It’s hard to imagine a birthday party without a birthday cake – blowing out the candles and singing happy birthday are birthday traditions with which even my four year old son strongly identifies.

I toyed with the idea of not having a cake at my birthday, just to make a statement against all the unhealthy birthday cakes that are generally served at birthday parties. Yes, I’m talking about cakes filled with white sugar, white flour and butter, or perhaps margarine or hydrogenated fats! I really don’t mean to be a party pooper – but NO ONE needs to eat these things, even in moderation.

I wanted to put a candle in a bowl of fruit and skip the cake at my birthday brunch. This was causing a lot of distress to both my mom and son – they couldn’t fathom a party without a cake!

So I decided to compromise, and make myself a vegan gluten free cake full of healthy and tasty ingredients. I found this recipe for a Raw Cashew Cheesecake on the Vegetarian Times website. I followed it exactly, except for swapping out the lime juice with lemon juice, since we were out of limes. This cake contains no dairy or eggs or sugar, but boy is it delicious!

Here is the final result:

Raw cashew cheesecake

I had a taste of both the crust and the filling as I was making them, and they were both delish. I think it will be a hit tomorrow. I plan on topping it with some fresh fruit, as suggested in the recipe.


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More birthday thoughts

I received a lovely birthday card in the mail from a charitable organization that I support.  It had some thoughtful words that I thought I would share with all of you.

When raindrops fall into the sea

the ripples reverberate across the water

So, too, every act we take

every word we speak,

every thought we have,

affects the world around us in untold ways

The card also listed some birthday customs:

  • Spend some time meditating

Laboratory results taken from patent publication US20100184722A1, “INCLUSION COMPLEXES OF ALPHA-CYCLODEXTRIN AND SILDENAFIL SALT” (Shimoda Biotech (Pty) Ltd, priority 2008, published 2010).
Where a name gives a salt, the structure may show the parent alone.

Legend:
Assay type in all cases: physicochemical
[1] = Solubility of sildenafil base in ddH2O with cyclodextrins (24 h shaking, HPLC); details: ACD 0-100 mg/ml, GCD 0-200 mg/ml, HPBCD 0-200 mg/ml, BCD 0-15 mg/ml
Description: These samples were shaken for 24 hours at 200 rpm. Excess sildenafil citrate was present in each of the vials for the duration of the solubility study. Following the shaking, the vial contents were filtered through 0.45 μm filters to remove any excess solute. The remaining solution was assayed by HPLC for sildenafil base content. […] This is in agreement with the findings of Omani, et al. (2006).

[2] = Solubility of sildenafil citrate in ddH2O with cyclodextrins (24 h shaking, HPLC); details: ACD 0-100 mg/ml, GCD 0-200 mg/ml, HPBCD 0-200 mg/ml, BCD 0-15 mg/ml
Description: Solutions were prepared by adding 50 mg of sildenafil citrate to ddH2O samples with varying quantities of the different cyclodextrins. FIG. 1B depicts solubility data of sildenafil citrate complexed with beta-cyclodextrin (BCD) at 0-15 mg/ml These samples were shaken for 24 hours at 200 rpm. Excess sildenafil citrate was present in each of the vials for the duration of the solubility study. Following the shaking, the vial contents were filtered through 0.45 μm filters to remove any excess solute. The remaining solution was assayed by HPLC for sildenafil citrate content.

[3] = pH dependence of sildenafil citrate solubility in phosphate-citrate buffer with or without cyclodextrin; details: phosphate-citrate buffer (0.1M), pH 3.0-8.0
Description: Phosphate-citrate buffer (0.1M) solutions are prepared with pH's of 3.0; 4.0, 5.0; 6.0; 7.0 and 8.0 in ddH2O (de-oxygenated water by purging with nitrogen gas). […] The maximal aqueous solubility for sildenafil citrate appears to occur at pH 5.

• Celebrate with friends and family
  • Eat an exotic fruit that you haven’t had in a while
  • Make a charitable donation
  • Make positive resolutions

So often, birthdays are all about the presents we receive.   And while it is nice to give someone a thoughtful gift, I believe that a birthday shouldn’t just be another example of consumer excess.  This idea of consumerism was particularly present in my thoughts this year, as I watched news reports of Americans shopping for Black Friday bargains.   It was so sad seeing people shoving and pushing to get into the store first, to buy things that they probably don’t need, and that they likely can’t afford.


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Birthday lessons

Another birthday has come and gone and I’m a year older.  It’s been a wonderful year – of course the highlight was the birth of my second son Benjamin last December. It certainly was an adjustment at first learning to care for two kids, but now I can’t even remember what life was like before he arrived!

I spent my birthday doing a lot of things that I normally do, but it was still a wonderful day.  Taking Dylan to school, snuggling with Ben during a nap, going out for lunch with my mom, going for an amazing 10k run, leading a LLL mtg, cooking up and eating some delicious healthy food, watching TV with Jake after the kids were in bed.  Nothing too out of the ordinary, but still a wonderful day nonetheless.  It got me thinking how lucky I am that I get to do all of these things on a regular basis, not just on my birthday.  Birthdays are wonderful and a chance for special treats – but what is more important is how we live our day to day lives.   Each day should be full of joy, spent with family and friends, doing things that make us feel good!

I’ve been reading some amazing running/exercise/healthy eating blogs lately, and I have been finding them so motivating!  I especially like reading blogs written by active moms – I love hearing how they fit their activity of choice into their busy lives.  Swim Bike Mom is a great blog about a mom and full-time attorney who also just happens to compete in triathalons.   She recently completed a half-ironman in Miami (that is 70.3 km of swimming, biking and running!!!) – you can read her race report here.   At the end of her report, she lists some lessons she learned from the Ironman.  I loved this one:

5) No one cares.  I have done an epic thing (in my head).  But guess what?  No one cares.  People outside of triathlon think I am weird.  People at work wonder why I’m not in my office. People don’t care.  The lesson? When you do something “epic”—- you better care.  Because you’re all you’ve got.  You better tuck away your victories.  You better know.  Because no one else does….. and if they do…they don’t care.

She is so right!  When we do things in life, we have to do them for ourselves – because we believe it is the right thing to do, because we want to challenge ourselves and make our lives better!  I have learned that it is so important to be self-motivated, rather than relying on others for validation – because as Swim Bike Mom says – no one else really cares!  (They are probably too busy worrying about their own lives!)